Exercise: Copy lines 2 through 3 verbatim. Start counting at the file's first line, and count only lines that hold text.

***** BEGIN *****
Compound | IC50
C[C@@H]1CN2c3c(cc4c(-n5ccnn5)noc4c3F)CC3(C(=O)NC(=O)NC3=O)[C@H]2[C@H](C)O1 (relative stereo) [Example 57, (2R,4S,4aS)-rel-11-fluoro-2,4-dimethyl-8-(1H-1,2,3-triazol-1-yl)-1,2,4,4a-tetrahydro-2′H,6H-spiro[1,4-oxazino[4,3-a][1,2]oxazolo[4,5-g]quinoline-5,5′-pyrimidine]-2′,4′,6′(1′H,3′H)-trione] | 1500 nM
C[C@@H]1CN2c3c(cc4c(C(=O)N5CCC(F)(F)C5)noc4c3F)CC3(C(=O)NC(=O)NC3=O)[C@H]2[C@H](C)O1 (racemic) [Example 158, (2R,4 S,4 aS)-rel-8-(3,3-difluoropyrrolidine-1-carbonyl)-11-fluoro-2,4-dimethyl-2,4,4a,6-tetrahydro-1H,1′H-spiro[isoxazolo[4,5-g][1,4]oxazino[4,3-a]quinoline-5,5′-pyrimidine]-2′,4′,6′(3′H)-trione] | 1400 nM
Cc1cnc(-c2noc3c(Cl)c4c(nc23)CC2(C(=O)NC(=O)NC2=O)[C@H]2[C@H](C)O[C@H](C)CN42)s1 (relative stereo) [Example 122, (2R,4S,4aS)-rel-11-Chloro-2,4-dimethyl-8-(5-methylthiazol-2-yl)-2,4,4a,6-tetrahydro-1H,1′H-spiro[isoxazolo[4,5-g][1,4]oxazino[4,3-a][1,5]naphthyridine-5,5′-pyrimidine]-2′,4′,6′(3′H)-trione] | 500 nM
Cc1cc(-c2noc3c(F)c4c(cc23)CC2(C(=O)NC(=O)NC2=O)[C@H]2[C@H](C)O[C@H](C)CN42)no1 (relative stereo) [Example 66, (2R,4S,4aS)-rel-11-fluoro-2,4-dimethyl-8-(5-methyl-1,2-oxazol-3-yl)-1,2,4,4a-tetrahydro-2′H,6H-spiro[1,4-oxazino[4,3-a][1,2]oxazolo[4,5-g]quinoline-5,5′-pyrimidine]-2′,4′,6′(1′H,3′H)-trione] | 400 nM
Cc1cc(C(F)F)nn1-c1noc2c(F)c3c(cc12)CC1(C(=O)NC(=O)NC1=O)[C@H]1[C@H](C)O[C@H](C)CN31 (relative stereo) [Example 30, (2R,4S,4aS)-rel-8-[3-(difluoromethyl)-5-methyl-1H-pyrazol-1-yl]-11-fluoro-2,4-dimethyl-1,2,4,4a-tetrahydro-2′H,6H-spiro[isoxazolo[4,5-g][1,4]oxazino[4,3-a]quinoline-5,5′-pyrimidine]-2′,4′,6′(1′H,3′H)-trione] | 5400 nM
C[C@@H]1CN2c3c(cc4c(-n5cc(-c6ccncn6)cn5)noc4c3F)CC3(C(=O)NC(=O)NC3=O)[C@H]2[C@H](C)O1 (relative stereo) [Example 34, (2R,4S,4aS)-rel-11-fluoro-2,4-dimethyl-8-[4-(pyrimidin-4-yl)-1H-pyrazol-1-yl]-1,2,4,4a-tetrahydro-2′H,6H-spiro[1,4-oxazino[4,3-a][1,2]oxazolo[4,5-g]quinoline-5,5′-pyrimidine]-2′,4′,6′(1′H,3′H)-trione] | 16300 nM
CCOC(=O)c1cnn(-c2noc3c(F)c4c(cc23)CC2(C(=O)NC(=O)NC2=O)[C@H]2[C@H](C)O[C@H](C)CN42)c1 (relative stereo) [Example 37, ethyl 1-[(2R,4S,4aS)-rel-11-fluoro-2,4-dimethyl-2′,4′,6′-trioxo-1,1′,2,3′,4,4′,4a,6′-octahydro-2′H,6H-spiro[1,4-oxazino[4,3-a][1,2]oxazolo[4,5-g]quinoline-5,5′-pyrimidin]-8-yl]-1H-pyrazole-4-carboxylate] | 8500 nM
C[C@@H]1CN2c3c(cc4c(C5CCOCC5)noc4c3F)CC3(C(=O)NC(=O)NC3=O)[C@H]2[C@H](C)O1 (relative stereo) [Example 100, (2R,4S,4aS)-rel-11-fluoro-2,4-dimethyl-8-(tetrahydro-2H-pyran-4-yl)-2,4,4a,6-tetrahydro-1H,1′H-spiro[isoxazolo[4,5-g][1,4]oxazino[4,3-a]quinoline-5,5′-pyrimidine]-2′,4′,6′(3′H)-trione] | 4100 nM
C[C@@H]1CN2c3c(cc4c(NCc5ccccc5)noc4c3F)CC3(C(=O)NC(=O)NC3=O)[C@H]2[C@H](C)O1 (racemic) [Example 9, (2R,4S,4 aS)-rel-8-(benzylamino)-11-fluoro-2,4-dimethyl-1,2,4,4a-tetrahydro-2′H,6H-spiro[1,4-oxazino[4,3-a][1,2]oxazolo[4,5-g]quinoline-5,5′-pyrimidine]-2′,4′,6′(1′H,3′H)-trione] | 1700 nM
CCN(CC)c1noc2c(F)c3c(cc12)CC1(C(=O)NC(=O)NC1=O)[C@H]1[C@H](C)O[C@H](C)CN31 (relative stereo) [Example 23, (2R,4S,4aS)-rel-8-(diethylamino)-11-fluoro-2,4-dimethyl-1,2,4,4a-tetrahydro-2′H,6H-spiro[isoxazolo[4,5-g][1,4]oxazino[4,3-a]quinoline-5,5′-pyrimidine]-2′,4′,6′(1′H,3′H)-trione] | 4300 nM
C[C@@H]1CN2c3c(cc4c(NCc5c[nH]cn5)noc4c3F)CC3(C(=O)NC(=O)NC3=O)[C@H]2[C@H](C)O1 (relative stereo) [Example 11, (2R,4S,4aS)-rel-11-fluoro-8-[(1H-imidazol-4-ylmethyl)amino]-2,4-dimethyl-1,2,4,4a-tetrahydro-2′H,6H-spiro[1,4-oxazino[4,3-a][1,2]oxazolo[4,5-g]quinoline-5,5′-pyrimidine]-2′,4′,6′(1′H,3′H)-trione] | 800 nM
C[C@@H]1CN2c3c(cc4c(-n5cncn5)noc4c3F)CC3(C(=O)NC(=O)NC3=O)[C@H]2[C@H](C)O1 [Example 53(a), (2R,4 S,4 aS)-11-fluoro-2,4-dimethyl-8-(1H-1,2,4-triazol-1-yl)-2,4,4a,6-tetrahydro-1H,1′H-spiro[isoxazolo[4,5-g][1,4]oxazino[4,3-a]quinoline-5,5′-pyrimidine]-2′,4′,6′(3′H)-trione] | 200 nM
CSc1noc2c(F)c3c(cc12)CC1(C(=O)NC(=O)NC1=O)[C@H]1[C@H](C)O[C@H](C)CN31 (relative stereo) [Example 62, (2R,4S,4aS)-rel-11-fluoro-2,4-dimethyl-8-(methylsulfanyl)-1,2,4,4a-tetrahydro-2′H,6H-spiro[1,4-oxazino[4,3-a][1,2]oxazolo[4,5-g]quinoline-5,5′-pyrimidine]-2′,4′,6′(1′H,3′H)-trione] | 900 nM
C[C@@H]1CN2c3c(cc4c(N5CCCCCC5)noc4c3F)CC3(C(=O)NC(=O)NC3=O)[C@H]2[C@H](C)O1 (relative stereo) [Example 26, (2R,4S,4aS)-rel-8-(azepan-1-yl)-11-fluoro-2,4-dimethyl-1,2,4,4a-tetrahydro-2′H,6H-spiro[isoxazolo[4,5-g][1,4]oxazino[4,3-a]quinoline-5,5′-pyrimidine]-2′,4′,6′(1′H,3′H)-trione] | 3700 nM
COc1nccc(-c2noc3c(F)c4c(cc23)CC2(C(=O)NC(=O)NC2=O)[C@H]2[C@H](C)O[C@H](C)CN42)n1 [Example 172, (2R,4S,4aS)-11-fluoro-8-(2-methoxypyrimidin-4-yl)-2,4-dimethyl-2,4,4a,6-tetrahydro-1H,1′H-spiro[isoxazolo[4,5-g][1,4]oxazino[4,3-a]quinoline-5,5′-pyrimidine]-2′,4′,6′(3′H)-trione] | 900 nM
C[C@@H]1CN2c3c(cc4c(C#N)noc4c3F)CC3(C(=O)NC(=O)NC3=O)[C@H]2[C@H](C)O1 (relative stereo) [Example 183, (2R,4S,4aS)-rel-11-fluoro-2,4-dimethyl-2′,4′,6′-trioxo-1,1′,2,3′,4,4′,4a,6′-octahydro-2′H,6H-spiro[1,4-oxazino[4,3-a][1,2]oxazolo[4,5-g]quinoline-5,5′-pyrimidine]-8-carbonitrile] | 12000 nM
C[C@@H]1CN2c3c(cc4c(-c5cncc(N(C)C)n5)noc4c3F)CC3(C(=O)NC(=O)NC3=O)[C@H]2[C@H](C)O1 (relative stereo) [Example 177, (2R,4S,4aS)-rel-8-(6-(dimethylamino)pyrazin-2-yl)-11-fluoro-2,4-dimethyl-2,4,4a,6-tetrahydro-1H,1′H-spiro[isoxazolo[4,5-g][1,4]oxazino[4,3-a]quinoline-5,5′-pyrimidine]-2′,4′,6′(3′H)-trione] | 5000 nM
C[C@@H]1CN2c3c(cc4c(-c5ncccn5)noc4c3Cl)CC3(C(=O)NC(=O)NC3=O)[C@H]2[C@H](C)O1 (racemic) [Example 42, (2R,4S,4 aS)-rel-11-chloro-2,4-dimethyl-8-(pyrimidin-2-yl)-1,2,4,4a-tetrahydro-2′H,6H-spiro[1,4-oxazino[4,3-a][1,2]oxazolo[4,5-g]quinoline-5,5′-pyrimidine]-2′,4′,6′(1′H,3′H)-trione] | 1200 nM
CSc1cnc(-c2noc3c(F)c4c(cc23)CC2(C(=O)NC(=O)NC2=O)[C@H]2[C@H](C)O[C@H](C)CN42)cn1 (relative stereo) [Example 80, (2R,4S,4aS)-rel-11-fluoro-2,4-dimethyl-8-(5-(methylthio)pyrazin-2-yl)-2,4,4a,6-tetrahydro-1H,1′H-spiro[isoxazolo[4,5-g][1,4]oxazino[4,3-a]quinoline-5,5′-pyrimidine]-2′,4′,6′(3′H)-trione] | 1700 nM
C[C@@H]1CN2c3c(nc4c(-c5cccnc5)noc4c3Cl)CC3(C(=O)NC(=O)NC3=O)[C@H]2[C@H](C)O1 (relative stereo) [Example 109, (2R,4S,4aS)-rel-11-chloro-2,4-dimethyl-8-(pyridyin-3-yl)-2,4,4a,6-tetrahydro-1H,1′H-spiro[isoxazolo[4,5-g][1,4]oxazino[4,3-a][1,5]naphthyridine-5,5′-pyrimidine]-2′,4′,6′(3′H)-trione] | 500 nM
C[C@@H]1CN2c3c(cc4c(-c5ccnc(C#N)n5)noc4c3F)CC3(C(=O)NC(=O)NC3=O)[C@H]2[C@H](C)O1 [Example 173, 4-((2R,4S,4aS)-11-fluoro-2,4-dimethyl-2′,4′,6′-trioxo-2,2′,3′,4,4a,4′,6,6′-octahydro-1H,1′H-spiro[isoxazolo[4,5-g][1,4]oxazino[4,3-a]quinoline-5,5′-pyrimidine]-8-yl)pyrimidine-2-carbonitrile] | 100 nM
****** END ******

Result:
C[C@@H]1CN2c3c(cc4c(-n5ccnn5)noc4c3F)CC3(C(=O)NC(=O)NC3=O)[C@H]2[C@H](C)O1 (relative stereo) [Example 57, (2R,4S,4aS)-rel-11-fluoro-2,4-dimethyl-8-(1H-1,2,3-triazol-1-yl)-1,2,4,4a-tetrahydro-2′H,6H-spiro[1,4-oxazino[4,3-a][1,2]oxazolo[4,5-g]quinoline-5,5′-pyrimidine]-2′,4′,6′(1′H,3′H)-trione] | 1500 nM
C[C@@H]1CN2c3c(cc4c(C(=O)N5CCC(F)(F)C5)noc4c3F)CC3(C(=O)NC(=O)NC3=O)[C@H]2[C@H](C)O1 (racemic) [Example 158, (2R,4 S,4 aS)-rel-8-(3,3-difluoropyrrolidine-1-carbonyl)-11-fluoro-2,4-dimethyl-2,4,4a,6-tetrahydro-1H,1′H-spiro[isoxazolo[4,5-g][1,4]oxazino[4,3-a]quinoline-5,5′-pyrimidine]-2′,4′,6′(3′H)-trione] | 1400 nM